A city councillor in Halifax said he avoids use the term "marijuana" after discovering the history of the word.
That councillor, Shawn Cleary, chairs a committee dealing with implementing cannabis regulation within Nova Scotia as legalization approaches in July 2018.
"It was intentional to demonize the marginalized folks they didn't like very much to make white people feel good about banning this drug," Cleary told Halifax Today. "If there is a racist origin to the word, we should know about that and be aware of it when we use it."
Cleary also replied to a tweet containing the term "marijuana" by a councillor in Dartmouth, Nova Scotia. "Scientific name=cannabis," Cleary tweeted at him. "Marijuana was used to demonize Mexicans. Given US political climate, let's do what we can to not perpetuate racism."
Cleary is one of many who has pointed out problems with the word "marijuana." The word is also commonly considered unacceptable within the cannabis industry.
Shantal Arroyo, the co-owner of a cannabis clinic in Montreal, previously told Daily VICE why people shouldn't use the word. "Marijuana, it's a racist term used since the 20s [in connection with] undocumented Mexican workers in the United States," she said. "It's a Spanish term, and why it is touching me is because I am Mexican—and I am not a marijuana."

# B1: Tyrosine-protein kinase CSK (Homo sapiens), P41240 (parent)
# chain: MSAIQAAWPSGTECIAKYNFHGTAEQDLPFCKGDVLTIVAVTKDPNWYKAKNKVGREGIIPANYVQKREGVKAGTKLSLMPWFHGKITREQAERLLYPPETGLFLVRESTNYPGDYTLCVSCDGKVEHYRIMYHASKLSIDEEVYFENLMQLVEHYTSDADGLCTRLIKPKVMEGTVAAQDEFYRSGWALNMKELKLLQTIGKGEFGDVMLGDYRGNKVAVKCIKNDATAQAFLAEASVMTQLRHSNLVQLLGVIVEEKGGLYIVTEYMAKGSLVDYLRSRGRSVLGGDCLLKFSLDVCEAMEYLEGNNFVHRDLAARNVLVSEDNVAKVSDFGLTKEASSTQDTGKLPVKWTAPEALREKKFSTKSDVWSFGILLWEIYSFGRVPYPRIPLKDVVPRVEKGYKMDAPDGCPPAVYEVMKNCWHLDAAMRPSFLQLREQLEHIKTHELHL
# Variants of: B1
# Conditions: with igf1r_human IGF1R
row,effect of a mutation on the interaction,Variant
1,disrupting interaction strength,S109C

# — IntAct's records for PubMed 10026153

What Arroyo is referring to is the origins of the use of the "M-word" in the US. The early 1900s was a time when the United States experienced a wave of migrants from Mexico sparked by the Mexican Revolution, which began in 1910. By the 20s, the term had become commonly connected with Mexican immigrants in the US and a stereotype of them being associated with cannabis.
Others in the cannabis industry have been critical of the use of colloquialisms such as "stoner" and "weed," which some perceive as derogatory.